Mining Gold for the Currency during the Pax Romana
We set out a simple four sector macro model of the economy of the Roman Empire during a period of considerable economic prosperity. Our focus is on gold coins as currency and the seignorage which the government used to fund its activities. We solve numerically for a balanced growth representation of the economy of the empire, a solution that captures the intricacies of money creation, currency expansion and seignorage. We subscribe to the view that the exhaustion of low-cost gold and silver deposits contributed significantly to the ending of the economic prosperity enjoyed by Roman Italy and its provinces during the so-called Pax Romana (31 BC to 165 CE) and we attempt to capture significant shifts in variables during the decline.
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- Peter Temin, 2006. "The Economy of the Early Roman Empire," Journal of Economic Perspectives, American Economic Association, vol. 20(1), pages 133-151, Winter.
- Blinder, Alan S. & Solow, Robert M., 1973. "Does fiscal policy matter?," Journal of Public Economics, Elsevier, vol. 2(4), pages 319-337.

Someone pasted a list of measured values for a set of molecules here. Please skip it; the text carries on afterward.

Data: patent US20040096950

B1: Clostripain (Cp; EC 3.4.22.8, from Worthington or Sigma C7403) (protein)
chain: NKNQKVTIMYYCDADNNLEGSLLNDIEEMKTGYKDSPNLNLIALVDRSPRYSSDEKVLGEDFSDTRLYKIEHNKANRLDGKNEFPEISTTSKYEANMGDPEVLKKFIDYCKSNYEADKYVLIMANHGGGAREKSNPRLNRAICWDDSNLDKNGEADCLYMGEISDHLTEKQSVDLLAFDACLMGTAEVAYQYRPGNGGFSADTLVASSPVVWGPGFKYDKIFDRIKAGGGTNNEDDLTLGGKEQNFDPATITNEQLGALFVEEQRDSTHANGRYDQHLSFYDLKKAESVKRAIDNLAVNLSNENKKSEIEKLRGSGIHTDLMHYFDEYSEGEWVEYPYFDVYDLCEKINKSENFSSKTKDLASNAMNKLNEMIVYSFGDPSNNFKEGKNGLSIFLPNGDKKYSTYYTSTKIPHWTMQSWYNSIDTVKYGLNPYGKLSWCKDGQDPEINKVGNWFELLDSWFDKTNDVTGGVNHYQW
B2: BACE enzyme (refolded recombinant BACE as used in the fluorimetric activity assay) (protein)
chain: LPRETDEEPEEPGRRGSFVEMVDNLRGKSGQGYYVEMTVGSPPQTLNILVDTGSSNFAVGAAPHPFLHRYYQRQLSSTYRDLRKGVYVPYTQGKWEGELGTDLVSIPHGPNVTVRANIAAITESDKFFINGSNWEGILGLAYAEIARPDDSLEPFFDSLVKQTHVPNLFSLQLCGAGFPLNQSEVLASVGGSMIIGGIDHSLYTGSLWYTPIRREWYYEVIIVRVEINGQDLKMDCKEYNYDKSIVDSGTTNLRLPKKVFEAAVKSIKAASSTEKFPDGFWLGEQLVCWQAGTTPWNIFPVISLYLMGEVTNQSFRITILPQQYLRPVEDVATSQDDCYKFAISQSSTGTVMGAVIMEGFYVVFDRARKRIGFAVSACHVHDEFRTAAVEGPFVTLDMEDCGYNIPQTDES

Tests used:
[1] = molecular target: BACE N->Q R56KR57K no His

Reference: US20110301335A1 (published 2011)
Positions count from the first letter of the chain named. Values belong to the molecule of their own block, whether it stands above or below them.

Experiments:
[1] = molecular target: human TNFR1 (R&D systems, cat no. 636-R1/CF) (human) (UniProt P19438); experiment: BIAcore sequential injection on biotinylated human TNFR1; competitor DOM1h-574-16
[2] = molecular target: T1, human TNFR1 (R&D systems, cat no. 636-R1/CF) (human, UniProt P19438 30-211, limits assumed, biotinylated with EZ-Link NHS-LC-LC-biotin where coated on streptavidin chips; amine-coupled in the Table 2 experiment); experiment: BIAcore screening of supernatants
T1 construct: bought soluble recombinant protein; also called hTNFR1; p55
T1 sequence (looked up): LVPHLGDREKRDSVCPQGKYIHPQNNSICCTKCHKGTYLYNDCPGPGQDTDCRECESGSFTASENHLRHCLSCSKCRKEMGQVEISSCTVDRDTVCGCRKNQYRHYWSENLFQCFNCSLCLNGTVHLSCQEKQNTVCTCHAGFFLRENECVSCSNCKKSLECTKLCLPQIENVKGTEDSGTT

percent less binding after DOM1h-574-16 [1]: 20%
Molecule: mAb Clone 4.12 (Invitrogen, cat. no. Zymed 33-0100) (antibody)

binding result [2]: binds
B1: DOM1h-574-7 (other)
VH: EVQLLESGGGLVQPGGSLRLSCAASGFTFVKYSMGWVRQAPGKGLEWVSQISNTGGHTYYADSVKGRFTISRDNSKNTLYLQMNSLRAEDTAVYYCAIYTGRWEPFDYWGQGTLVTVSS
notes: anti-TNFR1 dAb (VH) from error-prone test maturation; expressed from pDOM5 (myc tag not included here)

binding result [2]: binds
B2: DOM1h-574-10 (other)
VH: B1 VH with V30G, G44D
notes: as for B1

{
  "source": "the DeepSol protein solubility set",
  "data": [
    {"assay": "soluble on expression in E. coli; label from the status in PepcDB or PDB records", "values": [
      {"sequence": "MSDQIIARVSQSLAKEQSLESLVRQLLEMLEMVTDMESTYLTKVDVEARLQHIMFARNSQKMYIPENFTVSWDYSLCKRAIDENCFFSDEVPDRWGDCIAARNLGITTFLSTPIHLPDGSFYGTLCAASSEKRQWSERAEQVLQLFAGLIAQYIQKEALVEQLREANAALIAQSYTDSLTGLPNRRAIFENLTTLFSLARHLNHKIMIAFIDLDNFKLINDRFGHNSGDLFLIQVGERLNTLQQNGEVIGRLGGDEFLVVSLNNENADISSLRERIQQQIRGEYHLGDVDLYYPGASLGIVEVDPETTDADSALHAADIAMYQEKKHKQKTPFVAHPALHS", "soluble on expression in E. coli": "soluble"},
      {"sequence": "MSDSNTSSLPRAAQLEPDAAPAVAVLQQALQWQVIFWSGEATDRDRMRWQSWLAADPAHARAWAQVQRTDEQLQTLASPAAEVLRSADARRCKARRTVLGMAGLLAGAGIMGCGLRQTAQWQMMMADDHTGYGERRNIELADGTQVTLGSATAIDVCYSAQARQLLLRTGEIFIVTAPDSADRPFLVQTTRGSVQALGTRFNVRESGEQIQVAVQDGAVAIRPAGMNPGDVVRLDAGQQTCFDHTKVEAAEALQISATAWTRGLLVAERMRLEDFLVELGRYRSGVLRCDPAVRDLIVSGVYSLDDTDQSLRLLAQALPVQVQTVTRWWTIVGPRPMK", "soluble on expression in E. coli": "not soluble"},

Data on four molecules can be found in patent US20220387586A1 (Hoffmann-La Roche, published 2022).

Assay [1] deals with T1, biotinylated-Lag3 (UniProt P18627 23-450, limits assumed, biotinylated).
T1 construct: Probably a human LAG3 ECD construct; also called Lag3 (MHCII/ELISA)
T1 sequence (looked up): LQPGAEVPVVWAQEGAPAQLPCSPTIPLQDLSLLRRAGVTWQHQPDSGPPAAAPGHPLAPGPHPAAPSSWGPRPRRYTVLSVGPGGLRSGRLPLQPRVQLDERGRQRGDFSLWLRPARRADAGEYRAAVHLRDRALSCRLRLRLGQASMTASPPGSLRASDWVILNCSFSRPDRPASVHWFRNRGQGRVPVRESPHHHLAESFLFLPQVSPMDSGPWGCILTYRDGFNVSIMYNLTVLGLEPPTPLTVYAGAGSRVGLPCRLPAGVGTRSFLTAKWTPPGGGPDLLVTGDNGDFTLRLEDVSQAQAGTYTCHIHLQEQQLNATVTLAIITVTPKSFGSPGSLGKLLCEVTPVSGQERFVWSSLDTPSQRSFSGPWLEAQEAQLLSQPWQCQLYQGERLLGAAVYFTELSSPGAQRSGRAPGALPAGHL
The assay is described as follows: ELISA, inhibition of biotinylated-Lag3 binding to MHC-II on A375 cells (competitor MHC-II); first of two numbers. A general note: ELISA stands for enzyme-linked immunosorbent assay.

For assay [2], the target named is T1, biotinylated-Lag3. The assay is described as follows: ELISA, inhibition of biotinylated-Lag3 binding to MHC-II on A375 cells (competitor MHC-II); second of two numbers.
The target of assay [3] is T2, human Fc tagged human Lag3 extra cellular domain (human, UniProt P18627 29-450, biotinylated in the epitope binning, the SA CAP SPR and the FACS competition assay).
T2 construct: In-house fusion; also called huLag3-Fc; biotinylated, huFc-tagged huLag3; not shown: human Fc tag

- Peter Temin, 2001. "A Market Economy in the Early Roman Empire," Oxford University Economic and Social History Series _039, Economics Group, Nuffield College, University of Oxford.
- David Kessler & Peter Temin, 2007. "The organization of the grain trade in the early Roman Empire," Economic History Review, Economic History Society, vol. 60(2), pages 313-332, 05.
- Robert M. Solow, 1956. "A Contribution to the Theory of Economic Growth," The Quarterly Journal of Economics, Oxford University Press, vol. 70(1), pages 65-94.
- Peter Temin, 2001. "A Market Economy in the Early Roman Empire," Economics Series Working Papers 2001-W39, University of Oxford, Department of Economics.
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